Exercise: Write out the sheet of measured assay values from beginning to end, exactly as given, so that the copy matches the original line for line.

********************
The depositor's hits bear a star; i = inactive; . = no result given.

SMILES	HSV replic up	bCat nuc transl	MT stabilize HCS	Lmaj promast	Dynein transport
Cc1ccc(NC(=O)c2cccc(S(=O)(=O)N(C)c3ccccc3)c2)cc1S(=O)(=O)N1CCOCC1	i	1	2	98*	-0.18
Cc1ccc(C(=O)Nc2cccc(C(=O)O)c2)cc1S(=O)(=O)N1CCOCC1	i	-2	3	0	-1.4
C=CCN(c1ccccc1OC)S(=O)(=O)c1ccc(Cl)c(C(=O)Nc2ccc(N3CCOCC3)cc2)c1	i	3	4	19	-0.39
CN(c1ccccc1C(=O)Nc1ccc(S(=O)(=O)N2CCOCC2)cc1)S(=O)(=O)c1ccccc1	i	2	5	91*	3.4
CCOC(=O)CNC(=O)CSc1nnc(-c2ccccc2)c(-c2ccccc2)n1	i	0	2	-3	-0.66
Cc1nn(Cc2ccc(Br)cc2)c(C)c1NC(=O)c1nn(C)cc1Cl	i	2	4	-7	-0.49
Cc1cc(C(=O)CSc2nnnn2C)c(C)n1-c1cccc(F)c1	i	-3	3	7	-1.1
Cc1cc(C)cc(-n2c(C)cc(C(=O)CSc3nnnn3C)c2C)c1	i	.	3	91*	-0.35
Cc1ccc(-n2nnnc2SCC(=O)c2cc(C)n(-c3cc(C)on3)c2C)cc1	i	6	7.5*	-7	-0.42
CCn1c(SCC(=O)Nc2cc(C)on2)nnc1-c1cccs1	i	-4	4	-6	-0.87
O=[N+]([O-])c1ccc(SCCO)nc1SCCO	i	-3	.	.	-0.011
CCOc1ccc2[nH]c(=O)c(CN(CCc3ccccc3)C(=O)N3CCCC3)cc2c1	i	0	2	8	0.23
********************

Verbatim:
The depositor's hits bear a star; i = inactive; . = no result given.

SMILES	HSV replic up	bCat nuc transl	MT stabilize HCS	Lmaj promast	Dynein transport
Cc1ccc(NC(=O)c2cccc(S(=O)(=O)N(C)c3ccccc3)c2)cc1S(=O)(=O)N1CCOCC1	i	1	2	98*	-0.18
Cc1ccc(C(=O)Nc2cccc(C(=O)O)c2)cc1S(=O)(=O)N1CCOCC1	i	-2	3	0	-1.4
C=CCN(c1ccccc1OC)S(=O)(=O)c1ccc(Cl)c(C(=O)Nc2ccc(N3CCOCC3)cc2)c1	i	3	4	19	-0.39
CN(c1ccccc1C(=O)Nc1ccc(S(=O)(=O)N2CCOCC2)cc1)S(=O)(=O)c1ccccc1	i	2	5	91*	3.4
CCOC(=O)CNC(=O)CSc1nnc(-c2ccccc2)c(-c2ccccc2)n1	i	0	2	-3	-0.66
Cc1nn(Cc2ccc(Br)cc2)c(C)c1NC(=O)c1nn(C)cc1Cl	i	2	4	-7	-0.49
Cc1cc(C(=O)CSc2nnnn2C)c(C)n1-c1cccc(F)c1	i	-3	3	7	-1.1
Cc1cc(C)cc(-n2c(C)cc(C(=O)CSc3nnnn3C)c2C)c1	i	.	3	91*	-0.35
Cc1ccc(-n2nnnc2SCC(=O)c2cc(C)n(-c3cc(C)on3)c2C)cc1	i	6	7.5*	-7	-0.42
CCn1c(SCC(=O)Nc2cc(C)on2)nnc1-c1cccs1	i	-4	4	-6	-0.87
O=[N+]([O-])c1ccc(SCCO)nc1SCCO	i	-3	.	.	-0.011
CCOc1ccc2[nH]c(=O)c(CN(CCc3ccccc3)C(=O)N3CCCC3)cc2c1	i	0	2	8	0.23